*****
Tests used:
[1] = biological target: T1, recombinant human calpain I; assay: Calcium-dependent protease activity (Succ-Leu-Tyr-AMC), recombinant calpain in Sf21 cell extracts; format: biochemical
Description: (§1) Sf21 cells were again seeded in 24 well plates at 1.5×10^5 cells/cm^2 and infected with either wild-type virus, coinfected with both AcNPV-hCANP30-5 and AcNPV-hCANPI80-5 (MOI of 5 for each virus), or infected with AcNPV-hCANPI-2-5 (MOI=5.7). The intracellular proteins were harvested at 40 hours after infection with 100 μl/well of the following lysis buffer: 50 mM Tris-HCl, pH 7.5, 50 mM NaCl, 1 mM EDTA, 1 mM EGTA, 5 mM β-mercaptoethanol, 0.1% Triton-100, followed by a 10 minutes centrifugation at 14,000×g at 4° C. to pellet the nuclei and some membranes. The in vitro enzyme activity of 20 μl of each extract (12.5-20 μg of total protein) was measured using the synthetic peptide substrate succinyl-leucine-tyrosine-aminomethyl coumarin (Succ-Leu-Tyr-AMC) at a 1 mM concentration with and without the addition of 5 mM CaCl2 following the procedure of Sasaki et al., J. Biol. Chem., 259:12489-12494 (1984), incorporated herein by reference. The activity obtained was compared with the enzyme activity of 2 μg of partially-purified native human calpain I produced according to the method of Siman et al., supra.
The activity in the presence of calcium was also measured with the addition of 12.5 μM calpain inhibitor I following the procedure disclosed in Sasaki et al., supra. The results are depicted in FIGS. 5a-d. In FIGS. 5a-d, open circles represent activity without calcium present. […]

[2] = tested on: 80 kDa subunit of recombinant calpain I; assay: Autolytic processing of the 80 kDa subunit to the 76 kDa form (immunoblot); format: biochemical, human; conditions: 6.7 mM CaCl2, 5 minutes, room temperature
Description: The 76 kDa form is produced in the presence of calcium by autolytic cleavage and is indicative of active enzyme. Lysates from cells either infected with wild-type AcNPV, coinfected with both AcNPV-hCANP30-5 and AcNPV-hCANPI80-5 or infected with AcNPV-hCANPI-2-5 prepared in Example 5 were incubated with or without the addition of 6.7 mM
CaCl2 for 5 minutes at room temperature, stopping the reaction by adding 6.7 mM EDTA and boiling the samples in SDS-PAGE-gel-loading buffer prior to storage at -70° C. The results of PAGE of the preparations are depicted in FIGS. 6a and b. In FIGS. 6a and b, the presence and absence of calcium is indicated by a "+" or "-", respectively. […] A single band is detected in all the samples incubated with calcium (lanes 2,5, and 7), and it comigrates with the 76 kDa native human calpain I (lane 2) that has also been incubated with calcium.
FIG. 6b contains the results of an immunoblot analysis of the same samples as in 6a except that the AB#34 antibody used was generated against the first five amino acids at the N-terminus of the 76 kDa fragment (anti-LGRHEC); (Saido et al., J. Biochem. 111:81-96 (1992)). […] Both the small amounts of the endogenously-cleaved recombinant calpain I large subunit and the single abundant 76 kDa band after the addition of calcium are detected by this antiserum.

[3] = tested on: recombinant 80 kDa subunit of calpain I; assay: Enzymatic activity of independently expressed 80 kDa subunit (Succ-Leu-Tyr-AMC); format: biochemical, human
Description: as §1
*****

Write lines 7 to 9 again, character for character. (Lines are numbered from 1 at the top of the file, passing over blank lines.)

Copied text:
CaCl2 for 5 minutes at room temperature, stopping the reaction by adding 6.7 mM EDTA and boiling the samples in SDS-PAGE-gel-loading buffer prior to storage at -70° C. The results of PAGE of the preparations are depicted in FIGS. 6a and b. In FIGS. 6a and b, the presence and absence of calcium is indicated by a "+" or "-", respectively. […] A single band is detected in all the samples incubated with calcium (lanes 2,5, and 7), and it comigrates with the 76 kDa native human calpain I (lane 2) that has also been incubated with calcium.
FIG. 6b contains the results of an immunoblot analysis of the same samples as in 6a except that the AB#34 antibody used was generated against the first five amino acids at the N-terminus of the 76 kDa fragment (anti-LGRHEC); (Saido et al., J. Biochem. 111:81-96 (1992)). […] Both the small amounts of the endogenously-cleaved recombinant calpain I large subunit and the single abundant 76 kDa band after the addition of calcium are detected by this antiserum.

[3] = tested on: recombinant 80 kDa subunit of calpain I; assay: Enzymatic activity of independently expressed 80 kDa subunit (Succ-Leu-Tyr-AMC); format: biochemical, human